I recently bought a new house. In anticipation of placing mezuzot (which I’ve learned are not the decorative boxes but rather the handwritten Torah passages on parchment placed inside the boxes), my family and I were discussing possible meanings for affixing mezuzot on the doorposts of one’s house. I suggested that the source for this custom is from the ten plagues, where the placing of blood from the Passover sacrifice on the Israelites’ doorposts was a sign to protect their homes from the Angel of Death. My brother thought that the purpose of the mezuzah is to create a space for
G-din the world in the form of a Jewish home. Our father felt strongly that the mezuzah is primarily a declaration — or even a statement of defiance to the world — as if to say, “Despite the many forces that would have it otherwise, here stands a Jewish home!” I was wondering if any (or perhaps all) of our ideas might be correct, and would appreciate your thoughts.
There certainly seems to be a correlation between the placing of both the blood of the Passover sacrifice in Egypt, and the mezuzah, on the doorpost. Even a cursory reading of the verses indicates that both emphasize placing a sign or remembrance on the doorpost; and in each case this sign serves as a protection and preserver of life:
Passover: “And they shall take some of the blood and put it on the two doorposts and on the lintel of the houses in which they will eat it… And the blood will be for you for a sign upon the houses where you will be, and I will see the blood and pass over you so that no plague will destroy you when I smite the people of the land of Egypt” (Ex. 12:7, 13).
Mezuzah: “And you shall set these words of Mine upon your heart and upon your soul… And you shall inscribe them upon the doorposts of your houses and upon your gates. In order that your days may increase, and the days of your children, on the Land which
In fact, the Zohar and Midrash explicitly correlate the blood on the doorpost of the first Passover to the mezuzah:
“A man builds a house and
Similarly, “The blood of the Passover sacrifice was but of little significance, for it was required only once during the Exodus, not for all generations, and by night only, not by day; yet He would ‘not allow the destroyer... to strike you.’ How much more will He not permit the destroyer into the house which bears a mezuzah, which is of greater significance, seeing that the Divine Name is repeated there ten times (five times in the first paragraph in Deut. 6:4-9, and five times in the second in Deut. 11:13-21) — it is there by day and night, and it is a law for all generations.” (Mechilta of Rabbi Yishmael, Bo 11)
Interestingly, several teachings indicate that the blood was to be smeared on the inside of the doorframe. And if the Passover event was the prototype for the mezuzah, this would support your brother’s suggestion that the mezuzah demarcates a living space in which the inhabitants, focusing their attention on it and its call to holiness, make an abode for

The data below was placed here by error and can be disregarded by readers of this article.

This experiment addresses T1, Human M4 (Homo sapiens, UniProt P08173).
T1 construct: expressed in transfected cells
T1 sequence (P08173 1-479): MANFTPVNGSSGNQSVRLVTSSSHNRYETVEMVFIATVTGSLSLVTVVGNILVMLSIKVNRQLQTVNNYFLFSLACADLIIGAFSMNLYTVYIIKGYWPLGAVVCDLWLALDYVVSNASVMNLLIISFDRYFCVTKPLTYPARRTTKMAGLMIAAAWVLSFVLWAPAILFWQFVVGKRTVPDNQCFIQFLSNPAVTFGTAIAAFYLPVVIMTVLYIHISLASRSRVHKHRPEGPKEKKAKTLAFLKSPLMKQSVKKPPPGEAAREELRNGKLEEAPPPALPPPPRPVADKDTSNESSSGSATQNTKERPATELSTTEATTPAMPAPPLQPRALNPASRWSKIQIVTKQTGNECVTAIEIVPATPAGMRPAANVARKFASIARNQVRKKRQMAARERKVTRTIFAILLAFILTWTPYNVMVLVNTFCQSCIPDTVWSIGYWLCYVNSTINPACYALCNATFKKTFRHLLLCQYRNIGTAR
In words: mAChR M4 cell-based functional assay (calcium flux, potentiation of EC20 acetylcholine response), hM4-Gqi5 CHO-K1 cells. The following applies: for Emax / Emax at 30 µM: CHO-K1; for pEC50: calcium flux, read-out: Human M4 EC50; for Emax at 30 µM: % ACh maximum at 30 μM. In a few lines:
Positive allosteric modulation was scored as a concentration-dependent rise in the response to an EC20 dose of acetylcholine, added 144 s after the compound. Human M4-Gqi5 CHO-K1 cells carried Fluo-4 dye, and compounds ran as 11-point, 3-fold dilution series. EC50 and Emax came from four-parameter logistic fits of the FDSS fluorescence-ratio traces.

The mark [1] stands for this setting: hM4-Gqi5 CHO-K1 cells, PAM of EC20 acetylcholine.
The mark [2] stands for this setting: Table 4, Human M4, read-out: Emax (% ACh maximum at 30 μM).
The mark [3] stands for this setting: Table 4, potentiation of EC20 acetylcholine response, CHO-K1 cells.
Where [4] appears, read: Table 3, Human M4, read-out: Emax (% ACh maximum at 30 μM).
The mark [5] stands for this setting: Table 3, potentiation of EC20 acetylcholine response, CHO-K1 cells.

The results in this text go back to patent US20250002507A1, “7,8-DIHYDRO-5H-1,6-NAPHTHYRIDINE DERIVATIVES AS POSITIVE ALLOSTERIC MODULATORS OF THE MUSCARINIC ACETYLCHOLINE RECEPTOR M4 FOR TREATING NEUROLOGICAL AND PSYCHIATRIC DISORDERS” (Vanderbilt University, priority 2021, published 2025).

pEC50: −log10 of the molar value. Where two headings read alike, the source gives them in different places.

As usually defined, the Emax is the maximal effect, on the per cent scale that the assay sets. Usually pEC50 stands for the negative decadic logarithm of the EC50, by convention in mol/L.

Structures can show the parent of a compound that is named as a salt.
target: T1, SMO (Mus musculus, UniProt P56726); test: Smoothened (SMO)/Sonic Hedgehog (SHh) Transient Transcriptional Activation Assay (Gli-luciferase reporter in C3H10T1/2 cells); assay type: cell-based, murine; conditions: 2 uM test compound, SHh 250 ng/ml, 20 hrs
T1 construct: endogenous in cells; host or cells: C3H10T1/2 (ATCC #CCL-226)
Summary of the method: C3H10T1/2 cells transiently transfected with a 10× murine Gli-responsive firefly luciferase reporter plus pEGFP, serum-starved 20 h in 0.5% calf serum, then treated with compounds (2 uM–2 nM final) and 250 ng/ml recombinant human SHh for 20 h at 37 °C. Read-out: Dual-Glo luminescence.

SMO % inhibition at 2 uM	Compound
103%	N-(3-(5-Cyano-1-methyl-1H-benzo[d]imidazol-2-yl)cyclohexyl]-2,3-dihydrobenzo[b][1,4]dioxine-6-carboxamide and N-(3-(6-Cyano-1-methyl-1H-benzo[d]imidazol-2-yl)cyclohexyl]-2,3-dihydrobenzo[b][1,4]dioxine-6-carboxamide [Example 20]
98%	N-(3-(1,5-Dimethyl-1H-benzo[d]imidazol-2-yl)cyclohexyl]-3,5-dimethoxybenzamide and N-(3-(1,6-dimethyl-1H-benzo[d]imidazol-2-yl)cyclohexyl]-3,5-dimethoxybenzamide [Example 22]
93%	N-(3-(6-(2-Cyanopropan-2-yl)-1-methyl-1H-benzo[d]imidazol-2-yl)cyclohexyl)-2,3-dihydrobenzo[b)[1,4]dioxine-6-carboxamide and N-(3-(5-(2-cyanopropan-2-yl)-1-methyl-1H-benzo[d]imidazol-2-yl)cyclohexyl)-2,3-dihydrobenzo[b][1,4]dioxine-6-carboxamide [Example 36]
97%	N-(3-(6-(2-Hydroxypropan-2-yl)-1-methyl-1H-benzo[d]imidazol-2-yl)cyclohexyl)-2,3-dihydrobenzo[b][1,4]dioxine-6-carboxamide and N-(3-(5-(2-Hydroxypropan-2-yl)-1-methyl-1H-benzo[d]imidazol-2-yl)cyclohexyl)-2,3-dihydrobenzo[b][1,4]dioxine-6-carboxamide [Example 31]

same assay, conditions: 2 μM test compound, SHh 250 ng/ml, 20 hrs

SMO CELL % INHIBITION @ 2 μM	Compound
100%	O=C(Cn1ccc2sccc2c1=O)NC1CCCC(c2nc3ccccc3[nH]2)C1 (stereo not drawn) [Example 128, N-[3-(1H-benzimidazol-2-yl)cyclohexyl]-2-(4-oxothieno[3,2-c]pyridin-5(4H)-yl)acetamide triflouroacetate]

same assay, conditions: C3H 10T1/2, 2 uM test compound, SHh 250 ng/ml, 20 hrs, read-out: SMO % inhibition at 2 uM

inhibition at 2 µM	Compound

However, one opinion in the Midrash, as well as several classical commentaries, maintain that
Rabbi Yitzchak in the Mechilta (Bo 6) says that the blood was placed on the outside of the doorways in order for the Egyptians to see their false god, the sheep, slaughtered, and the blood from the sheep smeared. This bold act and statement in the face of their enemies was a great risk and sacrifice. In fact, the Midrash Pesikta Zutreta (Lekach Tov, Ex., Bo 12:7) compares placing the blood on the doorways to a sacrifice: “Thus we learn that our ancestors in Egypt had four altars — the lintel, the two doorposts, and the doorstep.” The Me’am Loez summarizes these ideas by writing (Ex. 12:23), “The blood was a symbol that the people believed in
According to the explanation of the verse by Chizkuni (Rabbi Chezekiah ben Manoach, c. 1250-1310, France), this was done so that even Egyptians who did not witness the earlier public slaughtering of the deified sheep would now all see its blood exposed to ignominy. In addition, the blood on the lintel and two doorposts formed the letter “chet”, the sign of life (chayim), to protect the entrance from the “destroyer”.
Maimonides (Guide, Part III, ch. 46) also explains that the mark of blood was a public declaration: “We were commanded to kill a lamb on Passover… to cleanse ourselves of those [foreign] doctrines, and to publicly proclaim the opposite, to express the belief that the very act of slaughtering the Egyptians’ god, which was then considered as being the cause of death, would bring deliverance from death. This was the reward for publicly performing a service, every part of which was objected to by the idolaters.
Finally, Rabbi Samson Raphael Hirsch in his commentary also echoes the idea that the mezuzah makes a stand against harmful, outside forces. He writes that the doorposts and lintel, representing walls and roof respectively, are symbolic of the house, the home. The purpose of a house is twofold. The walls guard against human elements, protecting from unwanted, harmful intruders. The roof guards against physical elements, protecting from unwanted, harmful weather. Thus, the blood that was placed on the doorposts outside the doorway was designed to make a stand against, and repudiate, the unwanted, harmful and intrusive Egyptian culture by establishing clearly marked, prominent boundaries.
Accordingly, all of the ideas shared in your meaningful family conversation are correct!
- Sources: Dr. Yair Barkai, Doorposts and their Symbolism, translated by Rachel Rowen. (Pesikta Zutreta and several classical commentaries); Dr. Alexander Poltorak, The Protective Power of Mezuzah. (Zohar and Mechilta Bo 11)